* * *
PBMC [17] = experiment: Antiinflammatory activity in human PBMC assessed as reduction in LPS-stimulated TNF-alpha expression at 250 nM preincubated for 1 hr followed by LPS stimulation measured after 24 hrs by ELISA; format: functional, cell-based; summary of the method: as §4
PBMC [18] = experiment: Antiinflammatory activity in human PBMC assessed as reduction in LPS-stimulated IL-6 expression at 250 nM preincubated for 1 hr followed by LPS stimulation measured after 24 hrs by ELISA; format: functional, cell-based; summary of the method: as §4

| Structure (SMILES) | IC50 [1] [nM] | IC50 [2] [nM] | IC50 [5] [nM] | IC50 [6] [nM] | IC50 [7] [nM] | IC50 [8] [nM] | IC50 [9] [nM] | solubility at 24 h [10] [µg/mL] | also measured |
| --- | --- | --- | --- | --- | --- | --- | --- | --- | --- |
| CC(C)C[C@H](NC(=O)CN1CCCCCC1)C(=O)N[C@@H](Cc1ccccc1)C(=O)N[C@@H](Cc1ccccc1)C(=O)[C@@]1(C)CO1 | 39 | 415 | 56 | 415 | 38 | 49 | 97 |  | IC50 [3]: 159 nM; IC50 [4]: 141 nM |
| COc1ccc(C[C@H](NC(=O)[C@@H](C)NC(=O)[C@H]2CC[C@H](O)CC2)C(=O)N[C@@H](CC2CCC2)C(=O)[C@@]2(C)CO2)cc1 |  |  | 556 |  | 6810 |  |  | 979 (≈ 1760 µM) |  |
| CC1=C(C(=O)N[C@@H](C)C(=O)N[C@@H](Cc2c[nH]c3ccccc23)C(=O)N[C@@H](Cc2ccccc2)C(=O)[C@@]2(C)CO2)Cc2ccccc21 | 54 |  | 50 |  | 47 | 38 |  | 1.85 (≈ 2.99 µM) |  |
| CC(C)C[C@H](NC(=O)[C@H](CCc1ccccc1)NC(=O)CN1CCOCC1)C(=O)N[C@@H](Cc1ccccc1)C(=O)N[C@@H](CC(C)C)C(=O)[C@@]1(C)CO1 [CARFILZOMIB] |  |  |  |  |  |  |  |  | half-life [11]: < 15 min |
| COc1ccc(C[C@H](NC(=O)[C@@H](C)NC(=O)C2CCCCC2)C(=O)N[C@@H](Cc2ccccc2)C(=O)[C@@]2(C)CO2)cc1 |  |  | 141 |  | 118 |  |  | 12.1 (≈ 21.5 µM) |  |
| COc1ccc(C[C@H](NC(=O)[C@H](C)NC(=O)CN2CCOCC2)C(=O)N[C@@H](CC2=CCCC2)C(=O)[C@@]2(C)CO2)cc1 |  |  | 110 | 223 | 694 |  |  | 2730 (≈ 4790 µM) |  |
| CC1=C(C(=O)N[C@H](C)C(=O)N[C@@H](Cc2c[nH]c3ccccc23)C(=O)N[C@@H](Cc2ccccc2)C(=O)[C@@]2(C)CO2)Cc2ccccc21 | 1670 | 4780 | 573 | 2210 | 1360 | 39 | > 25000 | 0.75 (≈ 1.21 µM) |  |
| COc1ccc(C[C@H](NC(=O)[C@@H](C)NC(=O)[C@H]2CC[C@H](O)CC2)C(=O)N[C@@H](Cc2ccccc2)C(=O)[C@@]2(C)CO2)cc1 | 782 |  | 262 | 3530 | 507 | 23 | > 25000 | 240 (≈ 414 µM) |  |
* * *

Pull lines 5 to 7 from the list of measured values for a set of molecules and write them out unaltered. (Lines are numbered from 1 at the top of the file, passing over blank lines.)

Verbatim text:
| CC(C)C[C@H](NC(=O)CN1CCCCCC1)C(=O)N[C@@H](Cc1ccccc1)C(=O)N[C@@H](Cc1ccccc1)C(=O)[C@@]1(C)CO1 | 39 | 415 | 56 | 415 | 38 | 49 | 97 |  | IC50 [3]: 159 nM; IC50 [4]: 141 nM |
| COc1ccc(C[C@H](NC(=O)[C@@H](C)NC(=O)[C@H]2CC[C@H](O)CC2)C(=O)N[C@@H](CC2CCC2)C(=O)[C@@]2(C)CO2)cc1 |  |  | 556 |  | 6810 |  |  | 979 (≈ 1760 µM) |  |
| CC1=C(C(=O)N[C@@H](C)C(=O)N[C@@H](Cc2c[nH]c3ccccc23)C(=O)N[C@@H](Cc2ccccc2)C(=O)[C@@]2(C)CO2)Cc2ccccc21 | 54 |  | 50 |  | 47 | 38 |  | 1.85 (≈ 2.99 µM) |  |